Ig Nobel Prize ceremony, the offbeat yearly event, celebrating somewhat strange scientific studies from around the world, is the brainchild of Marc Abrahams, editor of the science humor magazine Annals of Improbable Research (AIR).
Scientist winners will take the stage for the 26th First Annual Ig Nobel Prize Ceremony to accept accolades for their gloriously weird research at Harvard University in Boston.
The presentation is officially identified as both the 26th and the first of its kind because Abrahams said, “every year is a new beginning.” The ceremony will be web-cast live on Live Science starting at 5:40 pm ET.
Like the other mainstream Nobel Prizes, the Ig Nobels for science are awarded for outstanding achievements, however, the science they showcase is unusual.
The 2015 winner of the Ig Nobel in biology attached weighted sticks to chickens’ backsides, to investigate how certain types of bipedal dinosaurs with long tails might have walked. Chemistry winners that year managed to partially unboil a hard-boiled egg, while the winner for physiology and entomology submitted to honeybee stings on 25 locations on his body, to find out which regions were the most painful.
Even the dress code for this event reflects its weird tone, recommendations on the AIR website include “suit of armor”, “your old wedding gown” and “long-johns or lab-coat”. A 2015 winner in physics wore a toilet seat around his neck, a nod to his research on how long it takes mammal species of different sizes to empty their bladders.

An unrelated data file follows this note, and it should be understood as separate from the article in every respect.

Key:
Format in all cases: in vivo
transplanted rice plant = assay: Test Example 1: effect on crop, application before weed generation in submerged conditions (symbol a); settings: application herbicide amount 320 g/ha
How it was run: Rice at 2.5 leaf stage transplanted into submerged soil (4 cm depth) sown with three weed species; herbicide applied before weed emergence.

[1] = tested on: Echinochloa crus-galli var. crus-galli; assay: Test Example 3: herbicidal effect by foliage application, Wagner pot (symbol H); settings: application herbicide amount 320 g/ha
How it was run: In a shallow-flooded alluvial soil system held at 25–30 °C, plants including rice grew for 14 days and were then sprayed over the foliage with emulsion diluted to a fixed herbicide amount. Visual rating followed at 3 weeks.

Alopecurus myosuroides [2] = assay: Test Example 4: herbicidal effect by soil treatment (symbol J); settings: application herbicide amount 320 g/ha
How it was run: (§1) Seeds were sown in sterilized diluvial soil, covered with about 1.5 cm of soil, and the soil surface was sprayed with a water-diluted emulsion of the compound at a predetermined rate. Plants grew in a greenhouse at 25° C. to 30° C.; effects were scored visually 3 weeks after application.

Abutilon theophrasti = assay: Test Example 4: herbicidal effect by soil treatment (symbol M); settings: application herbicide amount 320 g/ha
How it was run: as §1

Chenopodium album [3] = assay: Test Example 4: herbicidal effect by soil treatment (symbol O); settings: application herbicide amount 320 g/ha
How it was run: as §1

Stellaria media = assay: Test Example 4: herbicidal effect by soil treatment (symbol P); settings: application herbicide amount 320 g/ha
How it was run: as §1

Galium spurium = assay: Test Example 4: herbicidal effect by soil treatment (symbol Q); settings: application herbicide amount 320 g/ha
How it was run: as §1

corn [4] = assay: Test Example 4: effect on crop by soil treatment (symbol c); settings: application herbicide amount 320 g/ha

Every year, Nobel laureates hand out Ig Nobel Prizes, the 2016 presenters will include past winners of Nobel Prize in Chemistry, Physics and Medicine. In a ‘Igbill’, a theatrical Playbill-like outline of the evening; the event is divided into two parts: “Pointless Preamble”, all activities up until the awards presentations and “Everything Else,” which includes the awards, introductions of past winners and, intriguingly, “Other Things.”
An especially novel addition to the Ig Nobels this year is an anniversary celebration commemorating a wedding that took place at the Ig Nobel ceremony in 2001, between two NASA scientists.
Other scientist guests will be delivering 24/7 Lectures, in which they describe their science in two challenging presentations: one that lasts 24 seconds and one made up of only seven words that “anyone can understand,” according to the IgBill.
The festivities will also feature a premiere performance of the original miniopera “The Last Second,” a nod to the 2016 ceremony’s designated theme: Time. Written by Abrahams — his 21st libretto for the Ig Nobel ceremony — it describes a stealthy scheme to add a leap second to all the clocks of the world, for nefarious criminal gain.